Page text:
UL advocate awarded Limerick Person of the Month

Anne Sheridan


Anne Sheridan

‘UNIVERSITY HOPES soaring’ read the front-page headline in the Limerick Leader on June 2, 1962.

‘UNIVERSITY HOPES soaring’ read the front-page headline in the Limerick Leader on June 2, 1962.

Sitting in the Clarion hotel in the city this week, educationalist Tony Bromell, a former two-time mayor of Limerick, remembers being in the thick of all the action.

Tony, aged 80, is the last surviving member of the executive committee formed to lobby for a Limerick university. The original committee came together in 1959 and saw their project through to completion.

The former registrar for Mary Immaculate College said he was “delighted” to receive the latest Limerick Person of the Month award on behalf of all the members of that pioneering committee, who were never officially recognised in their lifetime for their campaign.

Despite several requests, he laments there is still no physical recognition on the UL campus of the committee, even though busts are placed around the sprawling campus in recognition of others who have graced its halls.

“I’m delighted to accept this award, especially for the committee, and I’d like to stress that it is a committee award.”

The grandfather of six, who was a city councillor for 17 years, said the committee members were all “solid citizens who had real community spirit.

“There was never an argument or falling out in the committee, even when difficulties arose,” he said, adding that there was plenty of challenging times to confront them all in the years ahead as they took their case to a number of education ministers.

Overall, there were up to 60 members on the committee, people who were drawn from past pupils’ unions across Limerick and beyond, but in essence, the core committee, “an executive committee if you like” rested on the shoulders of the eight people seen in the picture below.

Dr Margaret Lyddy was the only woman on the committee, who was nominated by her husband to join as an ideal candidate because of her belief in education,

“Gender didn’t get into it, we all just got on,” he said.

“We were so young when we set out to campaign for a university for Limerick. I had just left college in 1955, after studying Irish, history and mathematics at University College Galway. I was about 25 when we set up the Limerick University Project Committee in 1959.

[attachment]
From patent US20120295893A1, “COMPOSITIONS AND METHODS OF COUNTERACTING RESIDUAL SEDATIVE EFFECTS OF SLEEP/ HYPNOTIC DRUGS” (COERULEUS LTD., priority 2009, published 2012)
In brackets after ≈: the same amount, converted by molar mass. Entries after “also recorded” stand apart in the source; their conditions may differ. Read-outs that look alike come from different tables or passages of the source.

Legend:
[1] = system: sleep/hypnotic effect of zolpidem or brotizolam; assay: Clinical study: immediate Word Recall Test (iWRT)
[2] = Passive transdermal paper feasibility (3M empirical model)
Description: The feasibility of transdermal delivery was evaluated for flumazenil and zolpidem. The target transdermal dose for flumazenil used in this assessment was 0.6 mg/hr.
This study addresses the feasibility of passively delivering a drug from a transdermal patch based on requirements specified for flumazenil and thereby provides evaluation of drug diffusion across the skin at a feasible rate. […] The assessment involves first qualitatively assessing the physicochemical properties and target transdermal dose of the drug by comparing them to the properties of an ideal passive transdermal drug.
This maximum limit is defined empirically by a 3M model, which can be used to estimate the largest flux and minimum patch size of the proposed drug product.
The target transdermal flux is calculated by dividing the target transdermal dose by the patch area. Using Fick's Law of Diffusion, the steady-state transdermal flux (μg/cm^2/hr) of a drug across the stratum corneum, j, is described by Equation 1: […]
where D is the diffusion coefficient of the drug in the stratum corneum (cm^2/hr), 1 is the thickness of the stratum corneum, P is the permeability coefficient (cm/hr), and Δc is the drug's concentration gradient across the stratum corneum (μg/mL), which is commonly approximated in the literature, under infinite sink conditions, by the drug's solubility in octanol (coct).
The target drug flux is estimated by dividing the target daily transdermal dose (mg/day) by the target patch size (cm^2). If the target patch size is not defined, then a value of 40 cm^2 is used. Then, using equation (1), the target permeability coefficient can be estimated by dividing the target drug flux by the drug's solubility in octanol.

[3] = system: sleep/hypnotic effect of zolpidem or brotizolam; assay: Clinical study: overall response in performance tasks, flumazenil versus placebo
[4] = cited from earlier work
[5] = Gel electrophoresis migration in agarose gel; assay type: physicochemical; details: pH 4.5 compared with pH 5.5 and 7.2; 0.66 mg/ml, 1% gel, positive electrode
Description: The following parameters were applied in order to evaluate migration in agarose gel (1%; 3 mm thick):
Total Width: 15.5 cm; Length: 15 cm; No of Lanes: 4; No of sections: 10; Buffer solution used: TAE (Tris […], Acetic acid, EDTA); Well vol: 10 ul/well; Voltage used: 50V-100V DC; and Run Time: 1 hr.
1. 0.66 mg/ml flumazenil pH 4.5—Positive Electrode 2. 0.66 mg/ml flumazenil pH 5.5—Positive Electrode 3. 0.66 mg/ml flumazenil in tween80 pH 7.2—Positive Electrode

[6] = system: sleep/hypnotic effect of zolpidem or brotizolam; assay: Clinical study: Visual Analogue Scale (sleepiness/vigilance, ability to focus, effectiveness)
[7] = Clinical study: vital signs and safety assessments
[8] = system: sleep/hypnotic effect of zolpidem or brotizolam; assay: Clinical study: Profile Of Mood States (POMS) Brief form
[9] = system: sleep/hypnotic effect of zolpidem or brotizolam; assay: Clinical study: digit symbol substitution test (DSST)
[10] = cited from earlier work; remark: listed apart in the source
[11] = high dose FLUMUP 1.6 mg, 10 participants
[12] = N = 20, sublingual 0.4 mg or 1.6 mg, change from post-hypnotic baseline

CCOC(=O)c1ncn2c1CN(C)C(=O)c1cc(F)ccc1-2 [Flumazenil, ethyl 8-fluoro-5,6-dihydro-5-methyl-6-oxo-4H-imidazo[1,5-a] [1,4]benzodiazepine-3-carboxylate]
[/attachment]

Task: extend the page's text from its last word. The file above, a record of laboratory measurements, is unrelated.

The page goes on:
“Really, the whole campaign from then on, through to 1989, shows the power of the community when you get people together working on an agreed agenda.

It was a community success. It shows that if people know exactly what they want they’ll get it, even though there’ll be disappointments along the way.”

Tony said he was the “statistician” on the committee, and quickly took to work compiling figures of how many Limerick people were students in other colleges, and whether the establishment of such an institution locally would impact upon a person’s decision in deciding to go to college.

One of the most interesting points he said they made in the submission to the Department of Education was the fact that in 1958/59 in all the national universities of Ireland there were only 75 students from Limerick city.

“Galway had 224 students, and in Dublin colleges, 48% attending came within an area of within a 30-mile radius. There was a ban on Catholic students in Trinity College Dublin at the time, so the amount of Limerick students there would have been very, very small. In all, there were 5,980 students in all the colleges in Ireland that time, and Limerick accounted for just 0.01%,” he explains.

“Were if not for us the university mightn’t be there at all, or it could be there in a different guise today. You can see in Waterford the efforts being made to have WIT being recognised as a university.

“UL wouldn’t be what it is today were it not for all those efforts 50 years ago. It’s truly staggering to see the campus grow and become what it is today.”